Ukrainian and German think-tanks agree they should monitor each other‘s developments more closely


Although using similar methodology, think-tanks of different countries have different audiences, Germans suggest Ukrainians improve the recommendations, separate analysis form emotions, use references and set up regional think-tanks.

Closer mutual monitoring will help Ukrainian analysts increase their professionalism and better understand what materials are of interest to their Western counterparts, what is the best way to present them. As to German analysts, they will get a better product and a better understanding of the processes taking place in Ukraine. This was stated by Ukrainian and German experts who presented the results of the survey made by Ilko Kucheriv Democratic Initiatives Foundation and the German Institute of European Policy at a briefing held at Ukraine Crisis Media Center.

“The work of think tanks in Ukraine is very useful for us as embassy staff, we often use their developments. This is an integral part of the analysis of Ukrainian politics,” said Michael Schmidmayr, First Secretary, Assistant on Policy Issues, German Embassy in Ukraine.

The research was conducted within the framework of the project “Strengthening of Ukrainian think tanks, development of institutional capacity and improving cooperation with partners in the EU”, which is implemented by the German Institute for European Policy and Ilko Kucheriv Democratic Initiatives Foundation. The project is financed by the Ministry of Foreign Affairs of the Federal Republic of Germany.

Representatives of 20 think tanks, mostly from Kyiv, were interviewed in Ukraine. In Germany, 11 leading think tanks cooperating with their Ukrainian counterparts were interviewed through semi-structured interviews.

Results: the common and the different

Format of activities

In Germany, think tanks are purely scientific centers. “Their primary activities are researching and providing political advice,” said Liudmyla Melnyk, research fellow at the Institute of European Policy (Berlin).

German colleagues described Ukrainian analytical centers as a “hybrid” of classical think tanks and civil organizations – they are both analytical consultants and community leaders who promote a policy. Iryna Bekeshkina, director of Ilko Kucheriv Democratic Initiatives Foundation, noted that this is adaptation to Ukrainian realities. “In Ukraine, for a think tank to be effective, think should be like a real tank – we have to “pitch in” our analytical developments, policy achievements,” she explained.

Objectives, audience, impact tools

Ukrainian analysts consider the key objectives of their activity to be research, development of analytical product and influence on decision-making. 14 of 20 respondents believe that they are able to promote solutions. However, only 9 of 20 consider authorities to be consumers of analytical materials. “In fact, their materials are used mostly by the media, NGOs and international donors, who most often request for these products,” said Oleksiy Sydorchuk, political analyst, Ilko Kucheriv Democratic Initiatives Foundation.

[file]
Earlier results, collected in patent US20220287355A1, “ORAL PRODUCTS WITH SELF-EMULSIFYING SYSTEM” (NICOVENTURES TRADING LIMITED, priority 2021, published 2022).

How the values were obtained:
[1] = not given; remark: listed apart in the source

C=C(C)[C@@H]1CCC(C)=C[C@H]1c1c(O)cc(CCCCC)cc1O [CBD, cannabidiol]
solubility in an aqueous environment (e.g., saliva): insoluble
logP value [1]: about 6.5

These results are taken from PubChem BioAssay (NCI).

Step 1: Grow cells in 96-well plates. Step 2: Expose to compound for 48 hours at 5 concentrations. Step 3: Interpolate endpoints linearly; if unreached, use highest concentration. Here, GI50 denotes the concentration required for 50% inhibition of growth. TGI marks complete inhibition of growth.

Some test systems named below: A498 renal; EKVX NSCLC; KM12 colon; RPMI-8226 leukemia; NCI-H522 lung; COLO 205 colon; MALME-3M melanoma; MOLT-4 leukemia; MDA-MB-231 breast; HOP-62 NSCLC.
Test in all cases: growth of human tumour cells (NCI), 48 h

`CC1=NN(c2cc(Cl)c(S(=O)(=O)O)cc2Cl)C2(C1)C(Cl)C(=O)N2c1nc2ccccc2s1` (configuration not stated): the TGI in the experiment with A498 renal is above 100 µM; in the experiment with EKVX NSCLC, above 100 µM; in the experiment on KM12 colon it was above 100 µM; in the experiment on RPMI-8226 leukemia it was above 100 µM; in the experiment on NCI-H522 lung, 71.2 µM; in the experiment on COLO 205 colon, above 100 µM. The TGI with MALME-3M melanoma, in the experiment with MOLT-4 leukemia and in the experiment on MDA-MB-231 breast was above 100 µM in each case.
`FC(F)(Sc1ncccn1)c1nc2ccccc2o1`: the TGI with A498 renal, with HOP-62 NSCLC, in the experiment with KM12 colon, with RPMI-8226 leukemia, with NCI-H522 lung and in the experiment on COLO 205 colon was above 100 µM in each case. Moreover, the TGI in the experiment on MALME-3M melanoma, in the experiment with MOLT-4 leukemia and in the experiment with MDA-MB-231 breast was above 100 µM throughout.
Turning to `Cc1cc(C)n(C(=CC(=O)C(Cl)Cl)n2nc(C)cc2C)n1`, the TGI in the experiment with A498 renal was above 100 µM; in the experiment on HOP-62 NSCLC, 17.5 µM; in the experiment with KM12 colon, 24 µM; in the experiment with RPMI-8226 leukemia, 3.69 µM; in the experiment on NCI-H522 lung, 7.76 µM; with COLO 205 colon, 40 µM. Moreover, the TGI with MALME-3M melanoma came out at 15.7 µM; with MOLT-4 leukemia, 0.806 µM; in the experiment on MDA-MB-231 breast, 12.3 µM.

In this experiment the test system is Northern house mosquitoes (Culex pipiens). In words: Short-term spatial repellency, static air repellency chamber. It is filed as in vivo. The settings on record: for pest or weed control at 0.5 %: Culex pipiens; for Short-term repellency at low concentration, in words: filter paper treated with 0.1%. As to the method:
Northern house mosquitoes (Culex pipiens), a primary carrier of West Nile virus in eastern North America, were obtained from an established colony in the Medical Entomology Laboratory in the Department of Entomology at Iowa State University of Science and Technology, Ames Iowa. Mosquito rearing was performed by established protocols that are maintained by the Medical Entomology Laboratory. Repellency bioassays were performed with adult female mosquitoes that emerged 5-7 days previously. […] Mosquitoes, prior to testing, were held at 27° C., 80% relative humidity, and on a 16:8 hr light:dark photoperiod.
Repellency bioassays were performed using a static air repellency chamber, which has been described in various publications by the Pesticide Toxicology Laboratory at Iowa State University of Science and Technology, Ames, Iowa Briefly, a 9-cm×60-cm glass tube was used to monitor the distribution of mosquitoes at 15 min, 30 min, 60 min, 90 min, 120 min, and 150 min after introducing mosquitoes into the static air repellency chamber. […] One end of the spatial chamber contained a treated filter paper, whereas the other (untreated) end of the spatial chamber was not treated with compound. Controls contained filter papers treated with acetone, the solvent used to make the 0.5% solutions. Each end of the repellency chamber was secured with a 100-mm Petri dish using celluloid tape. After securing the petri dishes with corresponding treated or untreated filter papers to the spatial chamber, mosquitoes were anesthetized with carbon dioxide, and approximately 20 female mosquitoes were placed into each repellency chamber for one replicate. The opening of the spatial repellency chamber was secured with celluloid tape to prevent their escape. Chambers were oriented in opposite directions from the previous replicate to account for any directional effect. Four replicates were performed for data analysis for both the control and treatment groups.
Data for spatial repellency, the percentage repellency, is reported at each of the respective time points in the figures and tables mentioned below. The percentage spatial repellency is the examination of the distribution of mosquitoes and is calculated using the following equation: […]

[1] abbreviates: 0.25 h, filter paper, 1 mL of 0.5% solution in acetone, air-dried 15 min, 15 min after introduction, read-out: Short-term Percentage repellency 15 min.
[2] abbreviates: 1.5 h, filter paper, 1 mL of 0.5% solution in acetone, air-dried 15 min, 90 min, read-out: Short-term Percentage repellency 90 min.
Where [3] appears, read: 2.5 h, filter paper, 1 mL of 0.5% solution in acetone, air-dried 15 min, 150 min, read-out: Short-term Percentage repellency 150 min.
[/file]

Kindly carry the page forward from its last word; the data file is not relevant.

The basic tools of experts’ influence are public events, publications in mass media and social networks. Informal links between experts and authorities play an important role in promoting certain decisions. This indicates a lack of systematic and institutionalized cooperation. Cooperation with international colleagues is also irregular and project-based.

For German analysts, in contrast to Ukraine, the media is a minor audience.

German experts have a good knowledge of the context; a detailed analysis is of interest to them

The research also showed that Ukrainian experts underestimate German colleagues’ awareness of the situation. “Germany is one of the few countries where the expert community has formed who closely monitors the situation in Ukraine, and even speaks Ukrainian. […] Some common things such as the military aggression and that Ukraine is right in this situation should not be explained to them. They need the deeper analysis – what to do in particular,” noted Dmytro Shulga, director of the European Program Initiatives, International Renaissance Foundation.


As we prepare material for our foreign colleagues we should take into account the distinct scientific character of German institutions, stressed Liudmyla Melnyk. German analysts have commented that the Ukrainian reports often lack a clear differentiation between their own position and analysis; there are too many emotions in them. Besides, the context often is not taken into account; references are missing; there is no systematic data collection. “The report should be based on the presentation of facts and analysis rather than on the messages,” she noted. This is also true of the website, design of reports and project communication; all require specifics and completeness. There should also be more rapid translation of materials into English.

To enrich the experience and better understand each other it would be useful to invite experts for training and co-organize events for journalists and politicians.

As to activities of think tanks directly in Ukraine, according to Dmytro Shulga, they should move from advocacy of a certain position to advocacy of a weighed compromise decision developed as a result of the analysis of the position of all stakeholders.

Olga Lvova, founder and director of the initiative “Think Twice UA,” drew attention to the need of creating regional think tanks. “There are no think tanks in some regions, and it is a problem, because in the context of decentralization the efficient cooperation between think tanks and authorities is very important,” she emphasized.